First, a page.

Your Parents’ Beliefs Versus Your Own

Your Parents’ Beliefs Versus Your Own

Using the past as a guide for your future 

Michelle Thevasagayam – Contributor



My parents’ beliefs and their ideas about culture are really different from my own. I was born in Sri Lanka, but due to various reasons, my parents chose to come to Canada. I’ve been in Toronto since I was two years old. Eventually my family expanded to include a brother and a sister.  

Back in Sri Lanka, my dad grew up in a church that was governed by many, many rules, mostly those that limited the life of a women. For example, women there are only allowed to wear skirts that were mid-calf to ankle. No shoulders, no midriff, no cleavage or back showing. No makeup, no fancy hairstyles, no jewelry, and no tattoos. Also, you’re not allowed to sit next to guys or talk to them, without your parents present (or else it meant that you were having an affair —  even if that is not the case).  

Then my mom grew up in a Catholic home. She went to mass with her sister, and attended an all-girls Catholic school, too. My mom eventually changed churches, found my dad, fell in love, and got married.  

They had many problems during their “dating” time — if one can even call it that. My parents are 11 years apart, and to make matters worse, my dad is Tamil and my mom is Singhalese. For those who don’t know, these two groups of people have been involved in a civil war in Sri Lanka for years, and so it was rare that they ever intermarried. Because of their cultures, my parents were persecuted and handled poorly by employers, neighbours, and even some family members. After I came into the scene, my parents feared for my well-being, and decided to come to Canada.  

And so, here I am. There is a mixing of the two (or I should say three) cultures, in which I am included. There are aspects of my father’s beliefs that are still enforced at home. My mom has certain beliefs regarding life and intermarriage. Then there is the culture within Toronto, and its all-inclusiveness. Each of these cultures and their beliefs are different, and most of the time, quite contrary. Yet, somehow, I would like to think that I do a decent job of blending them together.  

I go to church every Sunday, and I believe in God. Except I’d like to think that I’m different. There are things that I believe are Biblically true, and I don’t condone. There are also things I don’t understand. But all in all, I try my best to be a kind person, even if I don’t condone or understand other’s actions or beliefs.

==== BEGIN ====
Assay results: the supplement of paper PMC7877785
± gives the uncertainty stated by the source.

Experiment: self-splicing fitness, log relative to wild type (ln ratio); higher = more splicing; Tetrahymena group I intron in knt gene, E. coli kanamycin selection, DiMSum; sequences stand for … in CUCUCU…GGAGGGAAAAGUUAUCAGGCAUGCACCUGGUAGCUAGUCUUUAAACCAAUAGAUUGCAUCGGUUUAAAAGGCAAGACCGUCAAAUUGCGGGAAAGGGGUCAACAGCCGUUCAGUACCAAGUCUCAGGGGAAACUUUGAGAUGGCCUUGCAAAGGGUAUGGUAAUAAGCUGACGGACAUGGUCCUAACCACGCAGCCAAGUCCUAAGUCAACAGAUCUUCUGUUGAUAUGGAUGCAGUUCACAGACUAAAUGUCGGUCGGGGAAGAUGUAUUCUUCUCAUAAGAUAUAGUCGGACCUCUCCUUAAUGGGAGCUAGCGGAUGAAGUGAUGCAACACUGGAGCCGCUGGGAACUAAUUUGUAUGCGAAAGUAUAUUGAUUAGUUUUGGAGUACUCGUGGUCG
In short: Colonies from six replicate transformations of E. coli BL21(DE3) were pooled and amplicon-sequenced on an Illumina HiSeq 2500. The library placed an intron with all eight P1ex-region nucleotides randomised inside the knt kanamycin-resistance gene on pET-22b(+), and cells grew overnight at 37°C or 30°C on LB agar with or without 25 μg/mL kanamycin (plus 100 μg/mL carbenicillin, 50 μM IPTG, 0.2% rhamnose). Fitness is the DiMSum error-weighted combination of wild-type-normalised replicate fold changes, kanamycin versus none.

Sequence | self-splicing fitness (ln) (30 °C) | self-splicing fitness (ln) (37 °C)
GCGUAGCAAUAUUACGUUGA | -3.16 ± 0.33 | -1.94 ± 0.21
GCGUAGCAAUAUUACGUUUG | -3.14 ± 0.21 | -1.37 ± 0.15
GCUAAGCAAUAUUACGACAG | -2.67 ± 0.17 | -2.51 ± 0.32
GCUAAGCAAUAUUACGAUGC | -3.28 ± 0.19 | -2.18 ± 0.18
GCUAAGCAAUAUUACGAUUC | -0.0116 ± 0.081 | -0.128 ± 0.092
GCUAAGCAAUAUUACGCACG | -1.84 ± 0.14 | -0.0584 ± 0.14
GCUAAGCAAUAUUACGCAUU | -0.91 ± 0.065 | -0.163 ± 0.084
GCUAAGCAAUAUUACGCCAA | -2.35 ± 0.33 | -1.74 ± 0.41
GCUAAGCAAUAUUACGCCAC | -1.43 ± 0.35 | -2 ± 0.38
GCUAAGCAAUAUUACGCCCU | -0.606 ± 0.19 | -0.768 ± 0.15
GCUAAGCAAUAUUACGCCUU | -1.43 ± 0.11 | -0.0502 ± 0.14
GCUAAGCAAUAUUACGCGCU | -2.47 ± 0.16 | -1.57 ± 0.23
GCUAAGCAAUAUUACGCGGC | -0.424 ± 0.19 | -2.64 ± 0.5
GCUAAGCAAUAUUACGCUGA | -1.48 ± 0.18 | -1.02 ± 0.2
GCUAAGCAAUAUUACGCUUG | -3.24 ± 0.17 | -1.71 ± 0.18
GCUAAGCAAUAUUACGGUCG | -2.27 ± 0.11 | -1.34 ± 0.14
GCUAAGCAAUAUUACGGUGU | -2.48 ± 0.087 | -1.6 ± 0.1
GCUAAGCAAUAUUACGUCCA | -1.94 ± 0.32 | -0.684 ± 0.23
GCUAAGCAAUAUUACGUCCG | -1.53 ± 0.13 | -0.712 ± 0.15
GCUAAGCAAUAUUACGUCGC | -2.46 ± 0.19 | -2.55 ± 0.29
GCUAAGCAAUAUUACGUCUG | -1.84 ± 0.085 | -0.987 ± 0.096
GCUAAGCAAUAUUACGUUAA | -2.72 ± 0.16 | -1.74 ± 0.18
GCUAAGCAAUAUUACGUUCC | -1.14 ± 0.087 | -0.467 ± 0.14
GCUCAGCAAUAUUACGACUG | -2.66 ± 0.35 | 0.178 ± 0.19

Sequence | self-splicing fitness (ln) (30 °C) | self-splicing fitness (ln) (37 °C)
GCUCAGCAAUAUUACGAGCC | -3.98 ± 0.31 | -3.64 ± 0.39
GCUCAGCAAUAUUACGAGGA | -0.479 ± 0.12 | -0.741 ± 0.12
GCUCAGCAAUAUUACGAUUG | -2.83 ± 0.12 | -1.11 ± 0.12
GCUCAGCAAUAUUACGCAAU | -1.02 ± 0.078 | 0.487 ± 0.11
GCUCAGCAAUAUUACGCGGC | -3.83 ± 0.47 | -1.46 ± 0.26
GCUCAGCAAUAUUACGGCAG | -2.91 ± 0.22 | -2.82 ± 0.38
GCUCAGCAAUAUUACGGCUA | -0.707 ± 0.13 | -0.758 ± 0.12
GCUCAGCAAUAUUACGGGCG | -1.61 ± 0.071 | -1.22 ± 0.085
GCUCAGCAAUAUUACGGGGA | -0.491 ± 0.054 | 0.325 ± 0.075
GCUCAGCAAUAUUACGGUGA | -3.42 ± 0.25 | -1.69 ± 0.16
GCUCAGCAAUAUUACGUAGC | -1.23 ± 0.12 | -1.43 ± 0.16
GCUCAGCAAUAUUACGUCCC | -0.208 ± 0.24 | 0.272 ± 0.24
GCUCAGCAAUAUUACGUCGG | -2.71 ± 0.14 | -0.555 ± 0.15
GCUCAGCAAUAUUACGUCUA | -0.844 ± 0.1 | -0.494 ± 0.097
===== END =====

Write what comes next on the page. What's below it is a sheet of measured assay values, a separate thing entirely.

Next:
My parents are different; not in the sense that they are spiteful people full of hatred. But, they are still very close-minded about certain things. For example, I had to push their limits on makeup and jewelry. I mean, I was the child that “rebelled,” but things are okay now. I can wear as much makeup as I want, and I can wear jewelry (except that I still don’t have my ears pierced and I’m still not allowed to — but that’s another story).  

So, what I’m saying is that even though my parents grew up on an island, amidst a constant civil war, with strictly enforced curfews and people getting shot, their experiences shaped their lives and have had an impact on me. Although I live in Toronto and there are a lot of things I can do here that I wouldn’t have been able to do in Sri Lanka, I still respect my parents, their cultures, and their beliefs.  

Yes, there are times where we differ belief-wise, and we argue until the sun goes down. Yet, at the end of the day, they are my parents, and their experiences, their beliefs, and their culture are important to me. Our collective experiences and cultures may be different, but don’t let that and only that shape what you believe. Sometimes it’s good to push boundaries and step outside comfort zones. So, my advice? Take everything with a pinch of salt. Think through things, decide what you believe, and stand by it.